Wednesday, September 6, 2017

A Day in the Life

The Beatles weren't just a pop band, they were the voice of a generation, raised to a level of reverence through the genius of their music and the innovations they sparked around them – like King Midas, everything they touched did turn to gold. Historically, there are two theories: the great man and the great time. Some, like our founding fathers, and The Beatles, hit up both at the same time. Keep in mind that With the Beatles was released the same day as JFK was shot, a day that sparked a nation of mourning. Teens, though, can only mourn for so long, and rightfully so; The Beatles stepped in in the mid-60s, to allow kids to dance once again.

While Revolver(1966) is contemporarily thought of as their magnum opus, most would agree that, due to its deep cultural significance, Sgt. Pepper is the band's most important LP. I would add the American issue of Magical Mystery Tour to the mix, much of the B-Side coming directly out of the Sgt. Pepper sessions, and the MMT tracks, written simultaneously.

The group's groundbreaking experiments with tape loops and samples, which they'd borrowed from the avant-garde, still take one breath away. The abrupt change, for instance, halfway through "I Am The Walrus" (at 2 minutes), and "Being For The Benefit Of Mr. Kite!," a jamboree of found sound and tape manipulation, with the lyrics lifted word for word from a Victorian circus poster, are nothing short of avant-garde genius.

George Harrison noted "I don't think we can ever be accused of underestimating the intelligence of our fans." Amazingly, only 3 years prior they'd were releasing brilliant, but lyrically banal tracks like "I Want To Hold Your Hand" and "She Loves You," but now they were leading their millions of followers, like Pied Pipers, down a psychedelic rabbit hole that couldn't have been imagined when they were shaking their mop tops and soaking up the relentless screams of their teenage fan-base. What started out in 1962 with the simplicity of their first single, "Love Me Do," had somehow, 50 years ago, led to the complexity of Pepper's closing track, "A Day In The Life" – which drawslofty comparisons to T.S Elliot’s "The Waste Land" (1922).

“I was writing 'A Day in the Life' with the Daily Mail propped in front of me on the piano," John is quoted. "I had it open at their News in Brief, or Far and Near, whatever they call it. I noticed two stories. One was about the Guinness heir who killed himself in a car. That was the main headline story. He died in London in a car crash.” Lennon was at home when he read about Tara Browne, a 21-year-old Irish native, heir to the Guinness fortune and London socialite who died in a car crash in December 1966. The news that day was about the coroner’s verdict into the death of Browne, whom Lennon knew.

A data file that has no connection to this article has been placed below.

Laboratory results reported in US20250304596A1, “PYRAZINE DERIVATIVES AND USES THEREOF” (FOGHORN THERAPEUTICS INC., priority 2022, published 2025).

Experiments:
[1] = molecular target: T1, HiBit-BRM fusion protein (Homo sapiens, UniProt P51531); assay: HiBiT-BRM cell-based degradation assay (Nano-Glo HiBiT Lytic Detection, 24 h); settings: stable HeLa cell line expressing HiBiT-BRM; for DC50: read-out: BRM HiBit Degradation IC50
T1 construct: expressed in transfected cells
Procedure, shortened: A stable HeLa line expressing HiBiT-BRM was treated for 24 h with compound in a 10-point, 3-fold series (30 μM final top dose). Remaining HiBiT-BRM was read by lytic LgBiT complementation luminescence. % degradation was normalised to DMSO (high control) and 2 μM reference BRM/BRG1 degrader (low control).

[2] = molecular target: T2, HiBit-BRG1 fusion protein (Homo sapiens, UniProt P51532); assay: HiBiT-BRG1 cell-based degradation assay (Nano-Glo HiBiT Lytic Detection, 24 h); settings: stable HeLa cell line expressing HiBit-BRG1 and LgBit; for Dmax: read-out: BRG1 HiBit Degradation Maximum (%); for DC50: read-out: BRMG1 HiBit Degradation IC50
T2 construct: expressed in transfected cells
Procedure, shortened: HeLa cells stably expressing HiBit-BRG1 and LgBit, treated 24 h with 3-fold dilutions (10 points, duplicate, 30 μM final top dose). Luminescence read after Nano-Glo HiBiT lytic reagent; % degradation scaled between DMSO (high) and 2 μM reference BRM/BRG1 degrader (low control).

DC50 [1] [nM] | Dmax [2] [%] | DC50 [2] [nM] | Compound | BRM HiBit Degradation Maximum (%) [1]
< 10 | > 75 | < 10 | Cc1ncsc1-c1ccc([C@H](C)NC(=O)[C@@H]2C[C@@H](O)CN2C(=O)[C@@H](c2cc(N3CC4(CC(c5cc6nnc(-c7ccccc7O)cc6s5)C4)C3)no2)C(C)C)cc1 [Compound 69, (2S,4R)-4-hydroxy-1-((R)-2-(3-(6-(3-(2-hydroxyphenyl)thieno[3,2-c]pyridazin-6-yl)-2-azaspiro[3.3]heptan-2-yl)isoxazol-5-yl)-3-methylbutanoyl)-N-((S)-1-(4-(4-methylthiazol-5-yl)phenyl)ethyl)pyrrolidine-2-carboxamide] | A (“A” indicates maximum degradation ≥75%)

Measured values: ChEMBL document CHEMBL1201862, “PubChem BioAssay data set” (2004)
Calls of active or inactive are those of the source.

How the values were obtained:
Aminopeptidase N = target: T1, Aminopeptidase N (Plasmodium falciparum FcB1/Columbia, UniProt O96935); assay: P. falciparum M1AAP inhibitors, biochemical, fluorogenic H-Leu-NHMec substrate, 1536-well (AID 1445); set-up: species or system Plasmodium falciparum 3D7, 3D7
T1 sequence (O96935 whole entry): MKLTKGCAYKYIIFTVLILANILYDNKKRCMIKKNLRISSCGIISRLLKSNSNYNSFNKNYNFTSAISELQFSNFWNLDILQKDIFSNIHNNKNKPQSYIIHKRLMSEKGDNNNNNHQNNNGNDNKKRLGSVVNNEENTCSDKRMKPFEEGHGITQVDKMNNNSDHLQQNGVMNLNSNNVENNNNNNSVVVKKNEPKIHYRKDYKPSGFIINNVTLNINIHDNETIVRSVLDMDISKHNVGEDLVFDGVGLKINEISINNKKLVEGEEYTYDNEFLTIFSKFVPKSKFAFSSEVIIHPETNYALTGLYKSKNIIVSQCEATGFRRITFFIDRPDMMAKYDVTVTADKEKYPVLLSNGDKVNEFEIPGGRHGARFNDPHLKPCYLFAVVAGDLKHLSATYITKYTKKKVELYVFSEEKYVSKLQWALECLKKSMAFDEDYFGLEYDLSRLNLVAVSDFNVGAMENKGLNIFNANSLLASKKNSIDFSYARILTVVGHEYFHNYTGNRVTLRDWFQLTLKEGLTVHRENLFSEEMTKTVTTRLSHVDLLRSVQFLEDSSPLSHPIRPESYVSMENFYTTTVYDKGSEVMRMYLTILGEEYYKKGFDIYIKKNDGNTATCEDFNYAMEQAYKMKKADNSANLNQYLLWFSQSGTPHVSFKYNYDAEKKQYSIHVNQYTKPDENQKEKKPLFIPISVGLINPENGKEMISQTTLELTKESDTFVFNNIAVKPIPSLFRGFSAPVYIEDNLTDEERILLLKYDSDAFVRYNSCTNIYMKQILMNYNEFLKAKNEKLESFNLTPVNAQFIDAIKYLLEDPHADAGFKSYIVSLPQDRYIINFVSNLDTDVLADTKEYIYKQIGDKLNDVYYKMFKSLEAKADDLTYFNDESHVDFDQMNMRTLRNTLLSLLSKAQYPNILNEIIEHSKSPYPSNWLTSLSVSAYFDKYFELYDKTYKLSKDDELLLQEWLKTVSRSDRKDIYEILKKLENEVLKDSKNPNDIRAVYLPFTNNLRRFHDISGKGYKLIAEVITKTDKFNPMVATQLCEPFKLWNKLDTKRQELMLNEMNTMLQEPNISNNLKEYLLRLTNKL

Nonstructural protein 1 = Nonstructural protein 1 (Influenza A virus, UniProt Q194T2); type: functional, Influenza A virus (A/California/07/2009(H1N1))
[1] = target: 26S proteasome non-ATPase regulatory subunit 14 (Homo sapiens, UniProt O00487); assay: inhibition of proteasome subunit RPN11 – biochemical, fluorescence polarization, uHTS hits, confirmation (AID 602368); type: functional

As it is with Beatles eyewitness accounts, Paul contradicts the story, at least to a degree. "The verse about the politician blowing his mind out in a car we wrote together," McCartney said. "It has been attributed to Tara Browne, the Guinness heir, which I don’t believe is the case, certainly as we were writing it, I was not attributing it to Tara in my head. In John's head it might have been. In my head I was imagining a politician bombed out on drugs who'd stopped at some traffic lights and didn't notice that the lights had changed. The 'blew his mind' was purely a drugs reference, nothing to do with a car crash."

The third verse and middle section of  "A Day in the Life" includes references to Lennon's work in Richard Lester's How I Won the War and McCartney's memories of school days, respectively, although the song returns to its newspaper inspirations in its final verse. 

On page seven of Jan. 17's Daily Mail, Lennon found an item also in the Far and Near column about a survey of potholes in Blackburn, Lancashire. The news brief claimed that the holes amounted to "one twenty-sixth of a hole per person." Here was William Burroughs cut and splice writing technique with a twist. "It was Terry who said 'fill' the Albert Hall. And that was it," Lennon said. "Perhaps I was looking for that word all the time, but couldn't put my tongue on it. Other people don't necessarily give you a word or a line, they just throw in the word you're looking for anyway." With the help of some imagination, courtesy of Lennon and McCartney, heaps of studio echo and a 40-piece orchestra orchestrated by George Martin, the day's black-and-white news became one of the Beatles’ most psychedelic achievements.

In a time of increasing violence, terror and chaos we'd do well to remember The Beatles' central message of love and peace, an antidote to the war and hatred existing in the '60s that's still relevant, perhaps even more than ever, here and now, half-a-century on.

Like Beethoven and Shakespeare, The Beatles are forever, and people will still be picking over the magnitude of "Sgt. Pepper’s Lonely Hearts Club Band" Time Immemorial.